Staff Editorial: LNG squabbles reveal policy of silence toward Puyallup Tribe


With the release last week ofthe Final Supplemental Environmental Impact Statement (FSEIS) for the liquefied natural gas (LNG) facility on the Tacoma Tideflats, Puget Sound Energy’s next step is to move forward with the air permitting process. Step by step, the project is coming to fruition yet it seems that no matter what studies are done or analyses made, the naysayers just won’t quit.

Ever since the beginning of the LNG saga, local “water warriors” have done their best to throw up roadblocks at every turn and have been defeated each and every time. The sad truth is that they cannot grasp the fact that the LNG plant is going to be built no matter what they do to try and stop it. Fear mongering, rhetorical “What if?” scenarios and exaggerated claims of LNG “dangers” are sounding like a broken record at this point. Truth is that LNG is far better for the air and environment than the dirty bunker fuel currently being used to fuel marine vessels and trucks at the Port of Tacoma. As the FSEIS report states, the use of LNG rather than petroleum based fuels will help reduce greenhouse gas emissions. “The greater the replacement of other petroleum-based fuels with LNG, the greater the overall reductions in greenhouse gas emissions,” as stated in the report.

Still, such scientific findings are not enough for anti-LNG groups that continue to level complaints against the facility and those who are working to get it established. Case in point: the Puyallup Tribe, which sent out a long and accusatory statement immediately after the FSEIS was released. Interesting timing, too, seeing as tribal council elections are currently happening and stirring up LNG squabbles makes for the ideal sideshow issue for candidates to hang their hat on. Never mind that the tribe owns and profits from half a dozen gas stations in town. (What is involved in gasoline production? Fracking!) Never mind that Puyallup Tribal Council Chairman Bill Sterud, who is currently up for re-election, receives a great deal of money in the form of dividends from oil refineries on his Midwest tribal homelands. The tribe seems to have great concern for the environment, but relies on petroleum byproducts, gambling, alcohol and tobacco for income. Now they continue complaining about LNG – something that will improve the environment and air quality while the tribe’s very economy rests largely on selling petroleum products. What “green” elements are being incorporated into the tribe’s glitzy new casino set to open soon? What will be done to counter-balance the heavy increase in traffic pollution brought to the area and tons of trash that the casino will generate?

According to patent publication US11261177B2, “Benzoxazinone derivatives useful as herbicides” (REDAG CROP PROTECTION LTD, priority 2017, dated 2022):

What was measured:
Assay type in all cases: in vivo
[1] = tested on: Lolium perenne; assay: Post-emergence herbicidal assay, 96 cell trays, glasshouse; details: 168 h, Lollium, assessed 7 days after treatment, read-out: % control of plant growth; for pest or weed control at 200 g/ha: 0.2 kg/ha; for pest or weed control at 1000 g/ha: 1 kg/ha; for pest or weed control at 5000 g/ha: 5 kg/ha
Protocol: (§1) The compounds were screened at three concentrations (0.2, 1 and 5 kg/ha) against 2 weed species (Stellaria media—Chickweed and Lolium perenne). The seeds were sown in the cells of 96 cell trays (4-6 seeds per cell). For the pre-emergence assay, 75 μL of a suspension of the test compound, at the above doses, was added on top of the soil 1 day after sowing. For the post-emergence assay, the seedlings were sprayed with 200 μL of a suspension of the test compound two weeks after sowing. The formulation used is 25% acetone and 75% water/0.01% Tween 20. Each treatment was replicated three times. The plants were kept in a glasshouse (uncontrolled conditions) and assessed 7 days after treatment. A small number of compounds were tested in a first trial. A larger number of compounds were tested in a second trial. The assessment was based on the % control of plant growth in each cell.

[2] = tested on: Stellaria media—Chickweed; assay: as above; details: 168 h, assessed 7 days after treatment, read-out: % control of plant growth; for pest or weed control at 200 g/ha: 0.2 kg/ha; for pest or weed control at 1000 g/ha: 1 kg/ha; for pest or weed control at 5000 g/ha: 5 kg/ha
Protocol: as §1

And what happens when the media tries to speak with major players like Puget Sound Energy, Puget Sound Clean Air Agency and the City of Tacoma about the tribe? We’ve asked them all if the tribe’s apprehensions toward LNG are legitimate or false and we get no comment. No one will talk about it. No one wants to confirm or deny the tribe’s reactions to LNG, much less the tribe’s hypocritical stance on the environment, nor anything at all that may criticize or challenge the tribe on any level. This begs of the question, “Why?” Are our local leaders afraid of the tribe? Afraid to rock the boat by speaking truths or even suggesting that the tribe needs to check itself? Or maybe it’s a lip-service thing – invite the tribe to take part in big, important projects, pat them on the head and walk away knowing that they’ve done their legal duty with all the feel-goods for bringing native tribes to the table without ever really intending to take them seriously.

In the end, it all spells a big disservice to the public, as sovereign tribal nations should be held just as accountable and transparent as all other levels of government. If it’s allowable to examine and question the actions of county, city, state and federal government, why is it such a no-no to do the same for the fifth government entity among us: tribal nations? They are a major player in everything that goes on around them, so why should they be permitted to exist outside of the standards applied to all other government entities? Treating them with kid gloves is just plain wrong and does nothing to further candid conversations or foster open and honest government across the board.

The Puyallup Tribe needs to wake up and stop with digging their heels in over LNG. They need to remember that 99 percent of their revenue comes from across their borders – customers spending paychecks at their casino and fueling up at tribal gas stations. Business at the Port drives our local economy in big ways that the tribe benefits from, too. Don’t disrupt a good thing for the rest of us. This also should serve as a wake-up call to tribal youth. The old ways of doing things, with public protests rather than joining in to find solutions together, puts the tribe on the outside looking in. Times have changed, and the old methods simply don’t fly anymore. Better to be part of the solution than part of the problem.








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